Distinct antemortem profiles in patients with pathologically defined frontotemporal dementia.
ABSTRACT Clinical-pathologic studies are crucial to understanding brain-behavior relations and improving diagnostic accuracy in neurodegenerative diseases.
To establish clinical, neuropsychological, and imaging features of clinically diagnosed patients with frontotemporal dementia (FTD) that help discriminate between pathologically determined tau-positive FTD, tau-negative FTD, and frontal-variant Alzheimer disease.
Retrospective clinical-pathologic survey.
Academic medical center. Patients Sixty-one participants with the clinical diagnosis of a frontotemporal spectrum disorder who underwent a neuropsychological evaluation and had an autopsy-confirmed disease.
Neuropsychological performance and high-resolution structural magnetic resonance imaging (MRI).
Distinguishing features of patients with tau-positive FTD include visual perceptual-spatial difficulty and an extrapyramidal disorder significantly more often than other patients, significant cortical atrophy in the frontal and parietal regions as evidenced on MRI, and the burden of pathology is greatest in the frontal and parietal regions. Patients with tau-negative FTD are distinguished by their greater difficulties with social, language, and verbally mediated executive functions, significant cortical atrophy in the frontal and temporal regions as evidenced on MRI, and significant frontal and temporal pathology. Patients with Alzheimer disease at autopsy have significantly impaired delayed recall during episodic memory testing; atrophy that involves temporal areas, including the hippocampus, as evidenced on MRI; and widely distributed pathology including the medial temporal structures. A discriminant function analysis grouped patients on the basis of clinical and neuropsychological features with 87.5% accuracy.
Clinical, neuropsychological, and imaging profiles can contribute to accurate antemortem diagnosis in FTD.
- SourceAvailable from: Simon D'Alton[Show abstract] [Hide abstract]
ABSTRACT: In the search for therapeutic modifiers, frontotemporal dementia (FTD) has traditionally been overshadowed by other conditions such as Alzheimer's disease (AD). A clinically and pathologically diverse condition, FTD has been galvanized by a number of recent discoveries such as novel genetic variants in familial and sporadic forms of disease and the identification of TAR DNA binding protein of 43 kDa (TDP-43) as the defining constituent of inclusions in more than half of cases. In combination with an ever-expanding knowledge of the function and dysfunction of tau—a protein which is pathologically aggregated in the majority of the remaining cases—there exists a greater understanding of FTD than ever before. These advances may indicate potential approaches for the development of hypothetical therapeutics, but FTD remains highly complex and the roles of tau and TDP-43 in neurodegeneration are still wholly unclear. Here the challenges facing potential therapeutic strategies are discussed, which include sufficiently accurate disease diagnosis and sophisticated technology to deliver effective therapies.Frontiers in Aging Neuroscience 08/2014; · 5.20 Impact Factor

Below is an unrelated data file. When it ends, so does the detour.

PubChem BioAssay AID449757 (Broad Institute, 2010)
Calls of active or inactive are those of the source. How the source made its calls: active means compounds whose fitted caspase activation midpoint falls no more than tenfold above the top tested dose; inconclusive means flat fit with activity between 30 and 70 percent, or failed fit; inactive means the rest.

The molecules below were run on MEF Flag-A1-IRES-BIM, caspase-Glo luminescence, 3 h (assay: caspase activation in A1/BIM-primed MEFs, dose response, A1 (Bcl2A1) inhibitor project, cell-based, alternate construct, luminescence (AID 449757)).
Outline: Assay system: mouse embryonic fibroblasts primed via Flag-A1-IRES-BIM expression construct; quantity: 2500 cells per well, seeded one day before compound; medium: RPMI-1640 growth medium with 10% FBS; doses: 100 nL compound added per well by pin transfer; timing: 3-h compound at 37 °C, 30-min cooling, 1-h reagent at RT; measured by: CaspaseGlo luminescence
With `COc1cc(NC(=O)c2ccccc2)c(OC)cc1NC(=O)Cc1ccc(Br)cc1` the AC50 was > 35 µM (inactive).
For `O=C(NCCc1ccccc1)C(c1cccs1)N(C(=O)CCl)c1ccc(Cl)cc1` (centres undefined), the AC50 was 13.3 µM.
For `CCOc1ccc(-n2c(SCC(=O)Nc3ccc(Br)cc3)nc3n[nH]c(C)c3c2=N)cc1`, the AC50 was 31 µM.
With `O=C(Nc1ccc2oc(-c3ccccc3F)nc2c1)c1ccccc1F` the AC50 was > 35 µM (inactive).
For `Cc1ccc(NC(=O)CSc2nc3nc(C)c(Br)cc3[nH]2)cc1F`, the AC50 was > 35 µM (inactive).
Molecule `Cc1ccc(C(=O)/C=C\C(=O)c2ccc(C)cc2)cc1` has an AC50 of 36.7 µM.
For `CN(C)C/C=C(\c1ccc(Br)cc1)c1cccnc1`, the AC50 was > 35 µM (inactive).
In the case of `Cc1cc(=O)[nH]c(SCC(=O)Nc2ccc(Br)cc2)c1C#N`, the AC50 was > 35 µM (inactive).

- [Show abstract] [Hide abstract]
ABSTRACT: We compared the sensitivity and specificity of two delayed recall scores from the Modified Mini-Mental State (3MS) test with consensus clinical diagnosis to differentiate cognitive impairment due to Alzheimer's disease (AD) versus non-AD pathologies. At a memory disorders clinic, 117 cognitively impaired patients were administered a baseline 3MS test and received a contemporaneous consensus clinical diagnosis. Their brains were examined after death about 5 years later. Using logistic regression with forward selection to predict pathologically defined AD versus non-AD, 10-min delayed recall entered first (p = 0.001), followed by clinical diagnosis (p = 0.02); 1-min delayed recall did not enter. 10-min delayed recall scores ≤4 (score range = 0-9) were 87% sensitive and 47% specific in predicting AD pathology; consensus clinical diagnosis was 82% sensitive and 45% specific. For the 57 patients whose initial Mini-Mental State Examination scores were ≥19 (the median), 3MS 10-min delayed recall scores ≤4 showed some loss of sensitivity (80%) but a substantial gain in specificity (77%). In conclusion, 10-min delayed recall score on the brief 3MS test distinguished between AD versus non-AD pathology about 5 years before death at least as well as consensus clinical diagnosis that requires much more comprehensive information and complex deliberation.Journal of Alzheimer's disease: JAD 11/2013; · 4.17 Impact Factor